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Essay: ‘Generations’ – the four unique cohorts

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  • Subject area(s): Nursing essays
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  • Published: September 21, 2019*
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  • 'Generations' - the four unique cohorts
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The word generation refers to the grouping of individuals born around a span of 15-20 years that share similar life experiences (Stanley, 2010).  Currently, the nursing workforce is a diverse organization being comprised of four generational cohorts for the first time in history (Hahn, 2011).  The Veterans, the Baby Boomers, the Generation Xers, and the Millennials make up the four generational cohorts found in the nursing workforce today (Carver & Candela, 2008).  Despite the increase in the number of generational cohorts seen in the nursing workforce, there is an ongoing nursing shortage (Wilson, Squires, Widger, Cranley, & Tourangeau, 2008).  According to Carver and Candela (2008), it is estimated that by 2020, the United States will be one million nurses short.  While there is a decrease in supply of nurses, the demand for nursing care is increasing due to the ageing population (Stanley, 2010).  Wilson et al. (2008) noted that job satisfaction is an indicator of a nurse’s willingness to work in the current area of employment. With the nursing shortage, it is important for nursing employees and nursing leaders to understand and respect each cohort’s differences to reduce conflict and provide an environment that all four generational cohorts desire to work in.  It is also necessary to explore the best way to lead each of the four generations to ensure contentment in the work environment (Hahn, 2011).

The variety of generational cohorts poses the challenge of multiple groups with unique upbringings coming together to form a cohesive and functional workplace.  With the diverse experiences faced by each generational cohort comes the multitude of beliefs, values, expectations, work habits, and attitudes.  The uniqueness of each cohort presents complexity to the workforce posing not only challenges, but also advantages and strength to the nursing workforce environment (Olsen, 2008).  The purpose of this paper is to examine each of the generational cohorts that exist in the nursing workforce today and discuss the environmental structures each cohort finds satisfying in order to increase job satisfaction and combat the nursing shortage.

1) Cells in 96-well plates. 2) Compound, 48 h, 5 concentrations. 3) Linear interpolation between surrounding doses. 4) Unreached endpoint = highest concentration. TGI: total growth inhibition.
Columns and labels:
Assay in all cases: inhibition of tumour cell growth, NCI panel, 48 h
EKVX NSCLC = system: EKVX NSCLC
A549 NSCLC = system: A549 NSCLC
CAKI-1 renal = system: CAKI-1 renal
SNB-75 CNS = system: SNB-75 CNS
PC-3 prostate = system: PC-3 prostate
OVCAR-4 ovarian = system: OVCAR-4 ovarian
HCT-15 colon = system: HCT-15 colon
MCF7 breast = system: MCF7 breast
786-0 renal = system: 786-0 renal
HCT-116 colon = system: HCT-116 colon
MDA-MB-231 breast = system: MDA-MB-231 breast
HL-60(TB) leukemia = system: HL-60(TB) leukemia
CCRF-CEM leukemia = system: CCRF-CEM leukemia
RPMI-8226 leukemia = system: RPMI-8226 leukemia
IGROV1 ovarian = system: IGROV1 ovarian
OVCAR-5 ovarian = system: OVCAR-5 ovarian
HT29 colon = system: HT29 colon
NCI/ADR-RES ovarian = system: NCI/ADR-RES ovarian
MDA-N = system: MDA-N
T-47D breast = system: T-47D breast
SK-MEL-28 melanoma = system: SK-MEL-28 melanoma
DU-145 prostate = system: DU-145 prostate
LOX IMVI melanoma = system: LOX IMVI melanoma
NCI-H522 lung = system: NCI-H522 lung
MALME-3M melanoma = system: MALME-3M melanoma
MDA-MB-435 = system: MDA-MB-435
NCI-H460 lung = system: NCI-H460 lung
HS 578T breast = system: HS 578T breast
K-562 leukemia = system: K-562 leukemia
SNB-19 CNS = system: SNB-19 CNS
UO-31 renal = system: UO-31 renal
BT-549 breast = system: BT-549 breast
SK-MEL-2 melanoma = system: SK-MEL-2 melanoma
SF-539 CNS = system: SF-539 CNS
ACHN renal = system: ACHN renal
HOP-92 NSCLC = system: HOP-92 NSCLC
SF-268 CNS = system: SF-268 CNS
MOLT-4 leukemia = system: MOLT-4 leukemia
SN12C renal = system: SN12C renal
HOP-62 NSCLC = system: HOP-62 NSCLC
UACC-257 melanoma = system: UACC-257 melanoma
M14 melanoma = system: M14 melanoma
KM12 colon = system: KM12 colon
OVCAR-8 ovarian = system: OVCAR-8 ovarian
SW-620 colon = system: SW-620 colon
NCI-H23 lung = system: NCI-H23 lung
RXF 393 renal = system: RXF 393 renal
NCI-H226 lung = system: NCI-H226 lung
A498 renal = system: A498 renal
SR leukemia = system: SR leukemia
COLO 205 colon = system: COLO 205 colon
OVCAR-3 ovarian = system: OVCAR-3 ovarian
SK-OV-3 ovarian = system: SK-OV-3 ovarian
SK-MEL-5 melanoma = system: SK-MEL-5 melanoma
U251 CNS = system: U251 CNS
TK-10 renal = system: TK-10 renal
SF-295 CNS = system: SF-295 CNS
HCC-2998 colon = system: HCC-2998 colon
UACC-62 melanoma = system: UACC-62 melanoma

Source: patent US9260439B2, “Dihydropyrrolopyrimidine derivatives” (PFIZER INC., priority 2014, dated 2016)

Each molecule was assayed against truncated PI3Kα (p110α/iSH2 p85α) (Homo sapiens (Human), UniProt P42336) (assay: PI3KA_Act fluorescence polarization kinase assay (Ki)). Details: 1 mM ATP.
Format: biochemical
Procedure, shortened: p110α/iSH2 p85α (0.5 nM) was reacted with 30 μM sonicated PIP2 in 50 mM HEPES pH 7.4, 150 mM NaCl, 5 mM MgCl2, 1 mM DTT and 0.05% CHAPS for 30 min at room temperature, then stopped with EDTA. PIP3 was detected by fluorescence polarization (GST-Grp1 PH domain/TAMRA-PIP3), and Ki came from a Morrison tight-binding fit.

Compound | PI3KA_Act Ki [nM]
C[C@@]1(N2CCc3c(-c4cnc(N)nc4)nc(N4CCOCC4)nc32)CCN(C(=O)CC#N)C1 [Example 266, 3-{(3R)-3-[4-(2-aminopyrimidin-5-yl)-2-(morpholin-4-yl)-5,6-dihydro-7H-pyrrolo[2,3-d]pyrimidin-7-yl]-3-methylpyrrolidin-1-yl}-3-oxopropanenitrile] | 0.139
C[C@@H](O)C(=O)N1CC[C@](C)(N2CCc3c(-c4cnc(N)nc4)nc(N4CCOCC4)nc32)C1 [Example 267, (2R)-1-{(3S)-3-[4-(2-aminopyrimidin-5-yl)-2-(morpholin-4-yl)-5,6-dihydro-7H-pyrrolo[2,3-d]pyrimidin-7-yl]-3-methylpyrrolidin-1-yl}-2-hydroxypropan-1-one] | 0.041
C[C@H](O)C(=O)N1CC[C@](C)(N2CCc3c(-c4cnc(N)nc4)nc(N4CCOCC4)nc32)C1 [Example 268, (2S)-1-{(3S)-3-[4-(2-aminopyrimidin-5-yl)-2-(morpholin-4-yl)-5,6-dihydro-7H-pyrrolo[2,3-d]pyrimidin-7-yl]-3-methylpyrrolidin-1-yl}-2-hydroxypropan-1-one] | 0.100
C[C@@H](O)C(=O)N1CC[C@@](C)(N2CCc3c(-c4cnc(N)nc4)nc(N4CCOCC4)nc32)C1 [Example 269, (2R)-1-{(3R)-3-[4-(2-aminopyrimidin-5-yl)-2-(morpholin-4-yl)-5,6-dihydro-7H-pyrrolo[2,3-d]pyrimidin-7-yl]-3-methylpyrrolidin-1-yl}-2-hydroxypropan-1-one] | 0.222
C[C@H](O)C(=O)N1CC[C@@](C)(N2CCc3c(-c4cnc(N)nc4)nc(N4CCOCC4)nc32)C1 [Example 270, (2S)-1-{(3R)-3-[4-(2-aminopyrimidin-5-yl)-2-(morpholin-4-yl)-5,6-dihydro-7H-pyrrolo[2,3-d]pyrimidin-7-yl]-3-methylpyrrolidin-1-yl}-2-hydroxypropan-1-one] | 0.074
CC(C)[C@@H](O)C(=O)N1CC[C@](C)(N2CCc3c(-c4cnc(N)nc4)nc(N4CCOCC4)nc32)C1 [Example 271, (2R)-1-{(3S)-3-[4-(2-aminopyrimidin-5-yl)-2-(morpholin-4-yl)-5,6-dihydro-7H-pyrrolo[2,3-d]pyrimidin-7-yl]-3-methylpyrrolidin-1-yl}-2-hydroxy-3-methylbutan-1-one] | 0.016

Generational Cohorts

The four generational cohorts seen today in the nursing work field are the Veterans, the Baby Boomers, the Generation Xers, and the Millenials (Carver & Candela, 2008).  The time periods each of the four cohorts grew up during led to a variation of life events, ultimately shaping the characteristics of each generation.  It is important to assess the features of the differing generational cohorts to grasp a better understanding of how each cohort functions and how to bridge the generational gap among nursing coworkers.

The oldest of the generational cohorts, born between 1925-1942, are the Veterans grew up during a time of economic uncertainty, facing the challenges of the Great Depression, Pearl Harbor, and World War II.  These lifetime events molded Veterans into being highly dedicated and loyal workers (Hahn, 2011).  The Veterans believe in life time employment and value consistency, respect for authority, law and order, sacrifice, and hard work (Stanley, 2010).  This generation is known to be stable, reliable, and practical (Hahn, 2011).

The Baby Boomers, born between 1943-1960, make up the largest group of workers in the current nursing workforce (Wilson et al., 2008).  This group grew up post World War II in a time of economic prosperity, and during a time when a husband and wife shared household responsibilities and both worked outside of the home (Olson, 2008).  Some events that occurred during the Baby Boomers childhood include the Civil Rights Movement and the Apollo 11 lunar landing (Hahn, 2011).  Growing up in an era of progress and affluence this generation is known to be optimistic and opportunity seeking (Olson, 2008).  Baby Boomers are known as “workaholics” who live to work (Wilson et al., 2008).  They have a competitive spirit and like the older Veterans, have a strong work ethic (Carver & Candela, 2008).  This generational cohort values opportunities for personal growth, a team approach, personal gratification, and involvement (Hahn, 2011).  While Veterans are fine with a delayed reward for a job well done, Baby Boomers desire immediate recognition (Hahn, 2011).  

The smallest generational cohort, born between 1961-1981, is the Generation Xers, who unlike Baby Boomers, work to live (Carver and Candela, 2008).  With more mothers moving into the workforce, this generation grew to be self-sufficient and independent.  During childhood, Generation Xers observed long work hours and layoffs (Hahn, 2011).  This generation also experienced a rapid development in technology, shaping them into resourceful, tech-savvy individuals (Stanley, 2010).  Generation Xers value taking action, technological literacy, work life balance, and diversity (Stanley, 2010).  Generation Xers prefer working alone and desire individual positive feedback (Hahn, 2011).